Lumpy Skin Disease


Lumpy skin disease (LSD) is caused by infection of cattle or water buffalo with the poxvirus Lumpy skin disease virus (LSDV). The virus is one of three closely related species within the genus capripoxvirus, the other two species being Sheeppox virus and Goatpox virus.

LSD was first described in Zambia in 1929. Over the next 85 years, it steadily spread throughout the majority of Africa and into the Middle East. In 2015 the virus entered mainland Europe in Greece, and the Caucasus, and Russia. In 2016 the virus spread further east into the Balkans, north towards Moscow, and west into Kazakhstan. It is currently considered a rapidly emerging disease of high consequence. It is notifiable with outbreaks causing significant damage to productivity and trade.


There is still a good deal of information lacking about the transmission of LSD. Experimental work has shown that direct transmission from an infected to a naïve animal is very inefficient. Evidence to date supports transmission of the virus via arthropods such as insects or ticks (these are termed virus “vectors”). For example, outbreaks of LSD occur during warm, wet weather while the disease usually diminishes in the cooler winter months. In addition, LSD epidemics are often characterized by new outbreaks occurring at distances over 50km from the nearest known disease focus. These characteristics strongly suggest insect-borne transmissions, such as mosquitoes and ticks. However, it is unclear which vector species are involved in the transmission of LSD, and if it is a simple mechanical transmission of the virus or a more complicated biological transmission involving replication or development of the virus in the vector.

The movement of infected cattle can also be a significant factor in the spread of LSD over large distances.


The presence of the typical skin nodules is strongly suggestive of LSD

Other clinical signs include general malaise, ocular and nasal discharge, fever, and a sudden decrease in milk production. Morbidity and mortality in the recent Eurasian epidemic have been approximately 10% and 1% respectively. The severity of disease in the 10% of affected cattle in the herd can vary from mild to fatal. Some cattle develop very small numbers of nodules which can be difficult to spot. Others develop innumerable nodules up to 3cm in diameter. The factors determining which cattle develop mild and which develop a severe disease are unknown.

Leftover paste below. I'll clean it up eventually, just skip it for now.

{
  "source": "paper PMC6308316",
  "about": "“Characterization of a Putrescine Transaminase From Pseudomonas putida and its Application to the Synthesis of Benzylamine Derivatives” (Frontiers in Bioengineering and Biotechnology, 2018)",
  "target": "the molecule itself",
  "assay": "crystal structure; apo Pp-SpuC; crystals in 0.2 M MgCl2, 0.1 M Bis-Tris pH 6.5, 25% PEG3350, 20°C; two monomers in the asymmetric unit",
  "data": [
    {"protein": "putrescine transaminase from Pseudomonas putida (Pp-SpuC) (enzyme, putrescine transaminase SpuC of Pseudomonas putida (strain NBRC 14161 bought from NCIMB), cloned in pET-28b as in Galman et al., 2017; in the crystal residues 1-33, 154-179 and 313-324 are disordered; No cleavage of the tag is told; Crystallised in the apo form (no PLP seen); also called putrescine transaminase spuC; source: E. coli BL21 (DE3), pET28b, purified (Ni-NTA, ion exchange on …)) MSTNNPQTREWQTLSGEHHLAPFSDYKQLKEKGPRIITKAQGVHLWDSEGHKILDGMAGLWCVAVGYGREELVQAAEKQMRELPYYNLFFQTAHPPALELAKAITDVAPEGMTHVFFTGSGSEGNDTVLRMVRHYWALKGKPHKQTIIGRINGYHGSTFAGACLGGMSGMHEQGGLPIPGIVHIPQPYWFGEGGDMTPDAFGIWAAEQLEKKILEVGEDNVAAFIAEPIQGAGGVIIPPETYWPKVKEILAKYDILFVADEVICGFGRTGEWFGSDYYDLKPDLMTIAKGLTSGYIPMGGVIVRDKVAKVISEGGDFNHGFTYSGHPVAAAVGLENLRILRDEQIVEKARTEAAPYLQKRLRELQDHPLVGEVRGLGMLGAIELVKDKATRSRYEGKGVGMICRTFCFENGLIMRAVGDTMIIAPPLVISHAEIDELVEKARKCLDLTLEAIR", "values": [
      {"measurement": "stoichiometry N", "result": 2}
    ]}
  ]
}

The disease can be confirmed with a laboratory diagnosis, with tests available to detect the DNA of the virus or antibodies.

LSD can be confused with many diseases, including Pseudo lumpy skin disease (caused by Bovine Herpesvirus 2), Bovine papular stomatitis (Parapoxvirus), Pseudocowpox (Parapoxvirus), Cowpox, cutaneous tuberculosis, Demodicosis (Demodex), insect or tick bites, urticarial, photosensitization, Papillomatosis (Fibropapillomas, “warts”), Rinderpest, Dermatophilosis, Besnoitiosis, Hypoderma bovis infection and Oncocercosis. Signs such as fever and milk drop are non-specific and can be seen with many other diseases.


Control and prevention of lumpy skin disease rely on four tactics – movement control (quarantine), vaccination, slaughter campaigns, and management strategies. Specific national control plans vary between countries and so advice should be sought from the relevant authorities and veterinarians.

Vaccination is the most effective means of control, and live homologous vaccines containing a Neethling-like strain of LSDV are recommended.


There is no treatment for the virus, so prevention by vaccination is the most effective means of control.

Secondary infections in the skin may be treated with Non-Steroidal Anti-Inflammatories (NSAIDs) and also antibiotics (topical +/- injectable) when appropriate.


Lumpy skin disease virus causes severe disease in cattle characterized by nodules in the skin. Transmission of LSD occurs via insect vectors and vaccination is the most effective means of control. During the past five years, lumpy skin disease has spread through the Middle East into southeast Europe, the Caucasus, southwest Russia, and western Asia. The disease causes substantial losses in affected herds with significant economic consequences. It also blocks access of affected countries to lucrative export markets, compounding the financial impact of an LSD outbreak. The main lesson to be learned from the current European LSD epidemic is to be vigilant of emerging diseases.